Applied Microbiology and Biotechnology

, Volume 97, Issue 1, pp 205–210 | Cite as

Efficient (R)-3-hydroxybutyrate production using acetyl CoA-regenerating pathway catalyzed by coenzyme A transferase

Biotechnologically relevant enzymes and proteins

Abstract

(R)-3-hydroxybutyrate [(R)-3HB] is a useful precursor in the synthesis of value-added chiral compounds such as antibiotics and vitamins. Typically, (R)-3HB has been microbially produced from sugars via modified (R)-3HB-polymer-synthesizing pathways in which acetyl CoA is converted into (R)-3-hydroxybutyryl-coenzyme A [(R)-3HB-CoA] by β-ketothiolase (PhaA) and acetoacetyl CoA reductase (PhaB). (R)-3HB-CoA is hydrolyzed into (R)-3HB by modifying enzymes or undergoes degradation of the polymerized product. In the present study, we constructed a new (R)-3HB-generating pathway from glucose by using propionyl CoA transferase (PCT). This pathway was designed to excrete (R)-3HB by means of a PCT-catalyzed reaction coupled with regeneration of acetyl CoA, the starting substance for synthesizing (R)-3HB-CoA. Considering the equilibrium reaction of PCT, the PCT-catalyzed (R)-3HB production would be expected to be facilitated by the addition of acetate since it acts as an acceptor of CoA. As expected, the engineered Escherichia coli harboring the phaAB and pct genes produced 1.0 g L−1 (R)-3HB from glucose, and with the addition of acetate into the medium, the concentration was increased up to 5.2 g L−1, with a productivity of 0.22 g L−1 h−1. The effectiveness of the extracellularly added acetate was evaluated by monitoring the conversion of 13C carbonyl carbon-labeled acetate into (R)-3HB using gas chromatography/mass spectrometry. The enantiopurity of (R)-3HB was determined to be 99.2% using chiral liquid chromatography. These results demonstrate that the PCT pathway achieved a rapid co-conversion of glucose and acetate into (R)-3HB.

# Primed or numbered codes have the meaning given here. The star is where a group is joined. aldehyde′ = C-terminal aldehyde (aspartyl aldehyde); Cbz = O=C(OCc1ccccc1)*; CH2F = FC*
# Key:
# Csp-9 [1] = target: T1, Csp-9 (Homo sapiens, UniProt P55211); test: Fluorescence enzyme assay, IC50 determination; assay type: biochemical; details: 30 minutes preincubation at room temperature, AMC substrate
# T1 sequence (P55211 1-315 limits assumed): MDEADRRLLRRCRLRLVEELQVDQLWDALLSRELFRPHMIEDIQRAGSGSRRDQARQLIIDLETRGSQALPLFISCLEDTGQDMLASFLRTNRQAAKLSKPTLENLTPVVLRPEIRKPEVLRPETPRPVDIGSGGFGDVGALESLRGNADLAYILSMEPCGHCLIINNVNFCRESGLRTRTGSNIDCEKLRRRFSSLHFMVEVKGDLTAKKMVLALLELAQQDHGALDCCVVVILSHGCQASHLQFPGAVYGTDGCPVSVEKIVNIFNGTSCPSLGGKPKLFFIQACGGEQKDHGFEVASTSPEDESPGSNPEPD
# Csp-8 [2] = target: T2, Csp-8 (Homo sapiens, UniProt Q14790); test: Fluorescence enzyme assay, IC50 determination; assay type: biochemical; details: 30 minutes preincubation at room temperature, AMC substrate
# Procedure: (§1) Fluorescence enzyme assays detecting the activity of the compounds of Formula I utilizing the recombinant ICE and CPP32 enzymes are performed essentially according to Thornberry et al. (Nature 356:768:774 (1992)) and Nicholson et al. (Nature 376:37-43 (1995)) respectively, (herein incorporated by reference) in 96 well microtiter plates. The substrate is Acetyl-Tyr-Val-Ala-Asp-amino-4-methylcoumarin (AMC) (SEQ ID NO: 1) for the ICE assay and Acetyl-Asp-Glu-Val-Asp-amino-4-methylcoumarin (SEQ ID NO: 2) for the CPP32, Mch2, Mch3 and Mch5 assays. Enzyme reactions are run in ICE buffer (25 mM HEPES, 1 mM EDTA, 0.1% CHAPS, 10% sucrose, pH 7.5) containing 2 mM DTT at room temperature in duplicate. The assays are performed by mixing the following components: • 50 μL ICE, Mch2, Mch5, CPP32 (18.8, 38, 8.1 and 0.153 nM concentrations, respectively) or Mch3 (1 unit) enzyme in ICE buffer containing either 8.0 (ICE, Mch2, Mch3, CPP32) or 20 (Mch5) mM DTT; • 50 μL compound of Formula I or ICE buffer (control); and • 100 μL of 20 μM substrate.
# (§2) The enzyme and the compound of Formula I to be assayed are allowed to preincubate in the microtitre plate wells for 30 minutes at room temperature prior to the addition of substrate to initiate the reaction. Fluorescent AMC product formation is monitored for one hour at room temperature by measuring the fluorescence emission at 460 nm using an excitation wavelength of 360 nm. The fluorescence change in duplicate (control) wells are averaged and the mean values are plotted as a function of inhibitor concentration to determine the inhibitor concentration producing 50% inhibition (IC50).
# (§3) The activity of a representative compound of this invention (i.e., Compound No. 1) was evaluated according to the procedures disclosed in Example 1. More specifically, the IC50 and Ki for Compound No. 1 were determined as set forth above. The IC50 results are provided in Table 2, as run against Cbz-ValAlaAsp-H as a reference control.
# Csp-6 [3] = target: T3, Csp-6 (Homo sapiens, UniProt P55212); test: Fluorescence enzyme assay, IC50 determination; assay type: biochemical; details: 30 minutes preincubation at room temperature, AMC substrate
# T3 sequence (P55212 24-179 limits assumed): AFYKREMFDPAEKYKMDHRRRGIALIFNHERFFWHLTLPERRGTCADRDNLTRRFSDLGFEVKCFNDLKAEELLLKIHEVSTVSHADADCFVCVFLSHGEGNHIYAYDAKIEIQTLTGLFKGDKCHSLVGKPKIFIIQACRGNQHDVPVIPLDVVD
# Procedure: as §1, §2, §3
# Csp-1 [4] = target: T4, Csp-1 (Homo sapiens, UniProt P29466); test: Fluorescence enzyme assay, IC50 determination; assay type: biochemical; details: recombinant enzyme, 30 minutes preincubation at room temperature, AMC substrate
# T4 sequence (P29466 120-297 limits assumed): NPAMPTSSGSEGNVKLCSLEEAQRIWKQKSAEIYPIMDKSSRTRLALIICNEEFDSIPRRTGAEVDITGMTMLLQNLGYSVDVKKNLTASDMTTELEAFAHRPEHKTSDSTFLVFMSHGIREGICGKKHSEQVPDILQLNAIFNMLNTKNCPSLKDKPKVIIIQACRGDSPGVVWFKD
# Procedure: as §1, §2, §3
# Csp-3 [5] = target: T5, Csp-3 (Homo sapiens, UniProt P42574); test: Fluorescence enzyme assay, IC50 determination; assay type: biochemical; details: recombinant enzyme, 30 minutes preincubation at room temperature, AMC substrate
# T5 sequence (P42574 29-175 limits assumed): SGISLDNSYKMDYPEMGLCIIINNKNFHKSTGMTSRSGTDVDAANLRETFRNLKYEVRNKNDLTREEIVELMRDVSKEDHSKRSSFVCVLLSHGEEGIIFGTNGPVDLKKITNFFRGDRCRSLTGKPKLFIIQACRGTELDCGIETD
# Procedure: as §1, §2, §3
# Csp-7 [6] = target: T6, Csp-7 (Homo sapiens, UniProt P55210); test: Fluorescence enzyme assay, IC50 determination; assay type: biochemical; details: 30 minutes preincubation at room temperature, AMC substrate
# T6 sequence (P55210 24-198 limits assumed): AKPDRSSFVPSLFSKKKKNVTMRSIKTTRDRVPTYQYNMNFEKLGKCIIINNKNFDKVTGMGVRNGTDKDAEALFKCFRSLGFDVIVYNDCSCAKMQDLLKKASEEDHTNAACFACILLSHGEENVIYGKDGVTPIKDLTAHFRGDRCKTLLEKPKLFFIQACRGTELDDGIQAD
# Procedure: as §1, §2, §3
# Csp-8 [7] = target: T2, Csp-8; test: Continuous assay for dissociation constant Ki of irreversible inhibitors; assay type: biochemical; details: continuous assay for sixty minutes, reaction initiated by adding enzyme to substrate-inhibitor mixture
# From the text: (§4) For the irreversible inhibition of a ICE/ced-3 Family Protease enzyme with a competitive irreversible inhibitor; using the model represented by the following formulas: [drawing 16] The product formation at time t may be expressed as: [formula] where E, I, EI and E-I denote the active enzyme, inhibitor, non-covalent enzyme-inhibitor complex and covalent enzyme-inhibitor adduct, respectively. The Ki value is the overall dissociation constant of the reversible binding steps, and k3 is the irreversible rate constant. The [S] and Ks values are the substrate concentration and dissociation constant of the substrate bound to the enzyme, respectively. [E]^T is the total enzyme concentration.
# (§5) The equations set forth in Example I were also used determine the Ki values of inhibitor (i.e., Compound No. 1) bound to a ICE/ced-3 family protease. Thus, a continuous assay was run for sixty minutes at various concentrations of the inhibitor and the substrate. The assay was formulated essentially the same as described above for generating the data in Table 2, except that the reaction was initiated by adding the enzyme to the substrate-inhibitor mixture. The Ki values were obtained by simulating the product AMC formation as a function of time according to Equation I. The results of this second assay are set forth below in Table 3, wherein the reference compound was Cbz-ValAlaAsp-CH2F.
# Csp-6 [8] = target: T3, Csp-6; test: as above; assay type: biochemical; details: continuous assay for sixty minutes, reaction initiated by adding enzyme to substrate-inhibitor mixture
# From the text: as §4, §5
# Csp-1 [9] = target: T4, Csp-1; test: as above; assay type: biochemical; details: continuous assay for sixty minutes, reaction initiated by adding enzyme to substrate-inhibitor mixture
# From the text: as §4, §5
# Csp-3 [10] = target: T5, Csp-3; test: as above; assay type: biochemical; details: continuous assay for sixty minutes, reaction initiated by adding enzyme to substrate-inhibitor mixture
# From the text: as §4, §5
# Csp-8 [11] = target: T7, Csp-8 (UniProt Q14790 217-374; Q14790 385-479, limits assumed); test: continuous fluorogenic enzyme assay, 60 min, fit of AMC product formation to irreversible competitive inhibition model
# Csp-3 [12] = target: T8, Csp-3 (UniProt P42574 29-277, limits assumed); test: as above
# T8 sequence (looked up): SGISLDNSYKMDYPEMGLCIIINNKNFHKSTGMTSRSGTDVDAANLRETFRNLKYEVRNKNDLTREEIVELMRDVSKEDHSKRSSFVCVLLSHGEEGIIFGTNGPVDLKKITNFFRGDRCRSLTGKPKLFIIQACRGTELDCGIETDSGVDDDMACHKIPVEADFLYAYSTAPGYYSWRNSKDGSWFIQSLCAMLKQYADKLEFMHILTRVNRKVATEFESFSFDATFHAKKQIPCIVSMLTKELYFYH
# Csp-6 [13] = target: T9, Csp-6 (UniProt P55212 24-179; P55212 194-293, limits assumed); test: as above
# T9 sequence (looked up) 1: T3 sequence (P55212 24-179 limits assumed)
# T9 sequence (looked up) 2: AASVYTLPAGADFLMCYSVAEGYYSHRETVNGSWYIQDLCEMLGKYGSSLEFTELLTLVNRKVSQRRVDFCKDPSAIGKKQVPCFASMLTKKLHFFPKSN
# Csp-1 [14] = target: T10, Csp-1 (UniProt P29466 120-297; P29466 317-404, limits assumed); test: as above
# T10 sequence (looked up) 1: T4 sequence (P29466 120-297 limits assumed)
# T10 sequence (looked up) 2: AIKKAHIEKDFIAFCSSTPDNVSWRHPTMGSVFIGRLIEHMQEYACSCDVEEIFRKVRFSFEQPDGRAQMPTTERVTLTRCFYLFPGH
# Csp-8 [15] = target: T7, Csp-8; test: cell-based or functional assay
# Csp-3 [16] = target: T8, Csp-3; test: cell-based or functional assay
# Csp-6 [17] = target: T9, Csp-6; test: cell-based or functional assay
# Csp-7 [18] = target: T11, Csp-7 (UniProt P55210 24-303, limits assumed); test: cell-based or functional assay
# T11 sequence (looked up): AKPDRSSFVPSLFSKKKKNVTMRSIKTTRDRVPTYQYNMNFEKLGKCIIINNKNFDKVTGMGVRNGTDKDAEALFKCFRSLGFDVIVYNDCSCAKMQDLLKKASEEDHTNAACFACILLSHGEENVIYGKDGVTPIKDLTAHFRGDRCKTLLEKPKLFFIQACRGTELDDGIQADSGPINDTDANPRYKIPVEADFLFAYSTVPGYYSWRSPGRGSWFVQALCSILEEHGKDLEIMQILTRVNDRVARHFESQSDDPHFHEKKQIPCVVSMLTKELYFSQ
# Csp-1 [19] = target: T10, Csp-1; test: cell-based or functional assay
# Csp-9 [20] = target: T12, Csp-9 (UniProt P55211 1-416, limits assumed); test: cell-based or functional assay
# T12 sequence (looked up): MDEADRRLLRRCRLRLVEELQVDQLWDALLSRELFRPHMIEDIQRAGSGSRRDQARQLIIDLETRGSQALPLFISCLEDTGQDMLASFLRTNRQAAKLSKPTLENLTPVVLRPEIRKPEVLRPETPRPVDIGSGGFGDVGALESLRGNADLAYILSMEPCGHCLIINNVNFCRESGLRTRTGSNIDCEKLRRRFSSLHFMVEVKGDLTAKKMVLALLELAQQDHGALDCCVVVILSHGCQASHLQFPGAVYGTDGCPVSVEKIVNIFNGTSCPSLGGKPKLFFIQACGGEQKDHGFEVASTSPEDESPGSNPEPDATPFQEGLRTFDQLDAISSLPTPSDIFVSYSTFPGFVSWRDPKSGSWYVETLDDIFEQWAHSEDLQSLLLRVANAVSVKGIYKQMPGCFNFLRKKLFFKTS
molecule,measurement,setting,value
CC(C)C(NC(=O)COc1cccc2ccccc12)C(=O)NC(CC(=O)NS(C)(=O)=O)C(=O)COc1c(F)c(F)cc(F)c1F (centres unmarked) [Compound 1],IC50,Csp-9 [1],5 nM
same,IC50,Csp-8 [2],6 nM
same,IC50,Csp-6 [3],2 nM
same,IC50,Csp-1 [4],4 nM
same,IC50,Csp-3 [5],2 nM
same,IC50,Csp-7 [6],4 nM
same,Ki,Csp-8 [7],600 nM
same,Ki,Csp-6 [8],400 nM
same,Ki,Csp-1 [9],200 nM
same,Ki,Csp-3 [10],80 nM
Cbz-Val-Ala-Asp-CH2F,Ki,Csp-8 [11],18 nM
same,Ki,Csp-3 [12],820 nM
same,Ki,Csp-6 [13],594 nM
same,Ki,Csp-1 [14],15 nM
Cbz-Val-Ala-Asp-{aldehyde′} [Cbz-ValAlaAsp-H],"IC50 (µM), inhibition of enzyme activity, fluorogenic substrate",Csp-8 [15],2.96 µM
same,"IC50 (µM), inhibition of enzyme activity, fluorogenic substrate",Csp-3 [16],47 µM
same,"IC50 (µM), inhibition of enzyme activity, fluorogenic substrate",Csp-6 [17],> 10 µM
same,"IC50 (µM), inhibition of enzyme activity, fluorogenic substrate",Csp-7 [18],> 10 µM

Keywords

Chiral synthesis Enantioselective Production rate Polyhydroxybutyrate Polyhydroxyalkanoate 

Notes

Acknowledgements

We thank J.M. Nduko for the technical assistance of HPLC analysis. E. coli strain was provided by National BioResource Project, Japan. This work was financially supported by Showa Denko K. K. (Japan). Pacific Edit reviewed the manuscript prior to submission.

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Copyright information

© Springer-Verlag 2012

Authors and Affiliations

  • Ken’ichiro Matsumoto
    • 1
  • Takehiro Okei
    • 1
  • Inori Honma
    • 1
  • Toshihiko Ooi
    • 1
  • Hirobumi Aoki
    • 1
    • 2
  • Seiichi Taguchi
    • 1
  1. 1.Division of Biotechnology and Macromolecular Chemistry, Graduate School of EngineeringHokkaido UniversitySapporoJapan
  2. 2.Corporate R&D CenterKawasakiJapan

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